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REVIEW: The Rhythm Section Misses The Beat

The Rhythm Section

In Reed Morano’s The Rhythm Section, Blake Lively stars as Stephanie Patrick. Once a promising medical student, she turned to a life of drugs and prostitution following the death of her parents, brother, and sister in a plane crash three years earlier.

Stephanie, along with the rest of the world, was led to believe the plane crash was an accident. But then a reporter contacts Stephanie, informing her it was in fact an act of terrorism. This sets Stephanie on a path of revenge, aiming to seek out and kill those responsible for the attack.

The Rhythm Section (2020)

The Rhythm Section has an interesting enough premise. Stephanie is just a regular person who has gone through unimaginable tragedy. Feeling as though she has nothing left to lose, she takes up this extremely dangerous mission in an effort to try to find some semblence of justice for her family and the rest of the victims from the attack.

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Unfortunately, The Rhythm Section falls short or completely fails in almost every aspect, save for a trio of strong performances. Other than a sometimes-inconsistent British accent, Lively is easily the movie’s high-point. You can see the pain and anguish on her face in every scene. You can feel that she’s trying so desperately to obtain closure that even she knows may likely never come. Lively gives it her all as Stephanie and it shows.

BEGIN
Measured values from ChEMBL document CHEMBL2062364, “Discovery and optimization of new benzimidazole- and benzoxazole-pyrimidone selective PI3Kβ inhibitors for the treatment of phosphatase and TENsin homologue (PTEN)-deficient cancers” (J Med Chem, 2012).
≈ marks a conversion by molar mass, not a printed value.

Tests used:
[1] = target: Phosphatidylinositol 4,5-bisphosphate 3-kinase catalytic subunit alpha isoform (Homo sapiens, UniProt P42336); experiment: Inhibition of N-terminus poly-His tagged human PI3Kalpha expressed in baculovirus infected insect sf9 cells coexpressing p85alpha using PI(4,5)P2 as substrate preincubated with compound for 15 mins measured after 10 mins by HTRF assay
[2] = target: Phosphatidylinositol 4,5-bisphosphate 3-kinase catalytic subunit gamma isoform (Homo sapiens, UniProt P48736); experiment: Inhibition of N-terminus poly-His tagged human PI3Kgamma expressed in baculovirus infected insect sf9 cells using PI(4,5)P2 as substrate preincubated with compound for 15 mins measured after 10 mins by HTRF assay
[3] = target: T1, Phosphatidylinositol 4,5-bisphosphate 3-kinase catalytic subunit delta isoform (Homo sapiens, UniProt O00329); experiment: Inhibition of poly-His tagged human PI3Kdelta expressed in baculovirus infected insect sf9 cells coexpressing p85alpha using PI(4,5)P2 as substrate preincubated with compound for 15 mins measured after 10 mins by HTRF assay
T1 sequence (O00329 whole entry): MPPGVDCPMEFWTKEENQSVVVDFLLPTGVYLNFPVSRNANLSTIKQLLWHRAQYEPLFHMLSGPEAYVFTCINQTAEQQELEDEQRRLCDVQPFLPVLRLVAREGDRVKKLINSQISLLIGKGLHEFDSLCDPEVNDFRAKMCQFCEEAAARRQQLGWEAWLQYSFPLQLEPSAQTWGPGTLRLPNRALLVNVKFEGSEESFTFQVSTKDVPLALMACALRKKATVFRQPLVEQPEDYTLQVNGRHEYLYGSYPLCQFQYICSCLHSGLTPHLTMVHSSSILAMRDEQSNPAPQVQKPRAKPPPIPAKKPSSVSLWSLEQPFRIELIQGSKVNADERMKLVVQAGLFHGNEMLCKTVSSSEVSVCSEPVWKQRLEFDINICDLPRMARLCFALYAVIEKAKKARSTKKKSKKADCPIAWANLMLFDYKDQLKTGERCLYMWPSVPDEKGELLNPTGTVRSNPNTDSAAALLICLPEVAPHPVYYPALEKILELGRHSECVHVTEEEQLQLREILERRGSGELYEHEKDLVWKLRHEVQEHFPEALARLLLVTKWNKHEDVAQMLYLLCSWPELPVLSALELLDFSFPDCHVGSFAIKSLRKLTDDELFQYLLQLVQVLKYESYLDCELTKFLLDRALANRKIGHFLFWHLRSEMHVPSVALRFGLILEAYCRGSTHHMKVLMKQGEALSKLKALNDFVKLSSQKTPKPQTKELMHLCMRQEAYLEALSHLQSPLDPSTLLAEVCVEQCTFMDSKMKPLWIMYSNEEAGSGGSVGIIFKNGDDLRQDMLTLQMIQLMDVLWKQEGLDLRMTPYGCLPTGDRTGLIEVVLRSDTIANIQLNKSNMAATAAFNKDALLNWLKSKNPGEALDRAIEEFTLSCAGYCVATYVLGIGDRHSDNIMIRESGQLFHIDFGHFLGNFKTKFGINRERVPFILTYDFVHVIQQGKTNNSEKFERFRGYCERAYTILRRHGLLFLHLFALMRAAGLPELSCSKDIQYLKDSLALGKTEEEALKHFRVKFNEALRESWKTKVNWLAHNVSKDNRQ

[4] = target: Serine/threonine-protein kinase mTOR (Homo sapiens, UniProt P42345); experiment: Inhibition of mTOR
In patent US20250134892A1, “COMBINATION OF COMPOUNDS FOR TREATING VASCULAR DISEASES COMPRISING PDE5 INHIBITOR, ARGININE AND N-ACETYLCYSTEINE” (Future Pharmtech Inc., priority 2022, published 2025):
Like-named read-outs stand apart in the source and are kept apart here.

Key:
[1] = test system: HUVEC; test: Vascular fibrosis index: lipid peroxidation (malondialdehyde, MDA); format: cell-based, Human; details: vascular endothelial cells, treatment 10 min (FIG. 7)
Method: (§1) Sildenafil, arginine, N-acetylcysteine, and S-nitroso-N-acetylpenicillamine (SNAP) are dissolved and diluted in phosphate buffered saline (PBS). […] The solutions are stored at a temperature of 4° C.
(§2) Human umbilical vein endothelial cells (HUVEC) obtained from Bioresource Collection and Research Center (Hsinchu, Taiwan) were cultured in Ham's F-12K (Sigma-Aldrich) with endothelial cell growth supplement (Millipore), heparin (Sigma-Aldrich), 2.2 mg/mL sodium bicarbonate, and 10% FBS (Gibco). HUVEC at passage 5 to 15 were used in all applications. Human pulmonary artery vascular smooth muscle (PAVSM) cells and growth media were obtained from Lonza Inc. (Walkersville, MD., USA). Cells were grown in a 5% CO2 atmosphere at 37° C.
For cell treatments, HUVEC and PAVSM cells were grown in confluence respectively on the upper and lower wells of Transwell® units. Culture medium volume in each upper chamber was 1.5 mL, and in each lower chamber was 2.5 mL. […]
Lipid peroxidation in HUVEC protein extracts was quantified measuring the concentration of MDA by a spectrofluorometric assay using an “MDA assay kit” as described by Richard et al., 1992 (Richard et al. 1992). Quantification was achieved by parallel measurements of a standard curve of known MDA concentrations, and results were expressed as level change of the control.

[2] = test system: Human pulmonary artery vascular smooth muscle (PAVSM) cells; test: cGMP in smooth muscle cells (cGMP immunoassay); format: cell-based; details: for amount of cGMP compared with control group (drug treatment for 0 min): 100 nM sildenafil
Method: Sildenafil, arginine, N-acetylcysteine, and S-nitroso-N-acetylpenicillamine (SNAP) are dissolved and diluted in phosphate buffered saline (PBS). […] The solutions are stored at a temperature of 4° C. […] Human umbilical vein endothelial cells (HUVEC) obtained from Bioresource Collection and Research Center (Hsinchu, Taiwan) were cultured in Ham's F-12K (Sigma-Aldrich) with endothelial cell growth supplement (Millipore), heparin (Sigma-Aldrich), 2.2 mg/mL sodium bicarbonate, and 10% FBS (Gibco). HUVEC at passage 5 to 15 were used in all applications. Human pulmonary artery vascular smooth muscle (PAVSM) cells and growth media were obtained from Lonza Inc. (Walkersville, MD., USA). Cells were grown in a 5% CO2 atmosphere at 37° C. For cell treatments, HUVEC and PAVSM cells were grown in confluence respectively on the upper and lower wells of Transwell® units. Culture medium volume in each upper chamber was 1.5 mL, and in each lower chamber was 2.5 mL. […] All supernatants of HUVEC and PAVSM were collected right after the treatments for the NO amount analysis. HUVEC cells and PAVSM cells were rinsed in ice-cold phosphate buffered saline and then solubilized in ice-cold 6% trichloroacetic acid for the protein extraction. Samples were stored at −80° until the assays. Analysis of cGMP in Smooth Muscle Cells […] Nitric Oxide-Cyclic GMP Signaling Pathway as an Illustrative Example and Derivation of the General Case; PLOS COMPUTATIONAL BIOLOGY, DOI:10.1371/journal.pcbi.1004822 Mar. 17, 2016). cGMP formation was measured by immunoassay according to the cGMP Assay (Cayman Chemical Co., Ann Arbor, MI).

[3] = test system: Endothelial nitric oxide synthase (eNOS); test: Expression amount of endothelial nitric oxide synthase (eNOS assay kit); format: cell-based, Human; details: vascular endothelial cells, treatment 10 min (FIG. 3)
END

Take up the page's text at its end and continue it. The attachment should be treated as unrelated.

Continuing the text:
The Rhythm Section (2020)

Jude Law and Sterling K. Brown are the other two major characters, as ex-MI-6 agent B and ex-CIA agent turned “information broker” Serra, respectively. And while Law and Brown give exactly the performance you would expect from two great actors, the characters themselves don’t have much to offer. There are small attempts at character development that don’t land because they don’t go anywhere.

Both B and Serra essentially serve as various deus ex machinas for Stephanie. She has to infiltrate a businessman’s heavily-guarded apartment, B easily sets it up. There’s a key piece of intel she’s looking for, she asks Serra and he gives it to her. What helps keep these kinds of movies engaging is continued suspense in between the big action scenes. And The Rhythm Section doesn’t have that. At all. When she’s not actually in the field on a mission, Stephanie doesn’t really have to work for anything. Unlike Stephanie, the movie is too afraid to risk anything; it plays it too safe.

The Rhythm Section (2020)

That’s not to say the action scenes are much better. Being so inexperienced, Stephanie is often over-matched; she still doesn’t quite know how to handle herself. Though it would be fair to point out that it’s a refreshingly realistic approach (nobody in her situation would be able to instantly become a world-class assassin in this short amount of time). But it doesn’t work in the larger context. It sticks out so much that it removes you from the action at hand.

Had the story spent more time on the personal, human side of things, The Rhythm Section could have doubled as an interesting character study. But as it stands, it’s nothing more than a boring spy thriller, too afraid to take any real risks.


A trio of strong performances can’t keep The Rhythm Section from getting in its own way, ending with a dull result from an intriguing premise.

Written by Matt Hambidge

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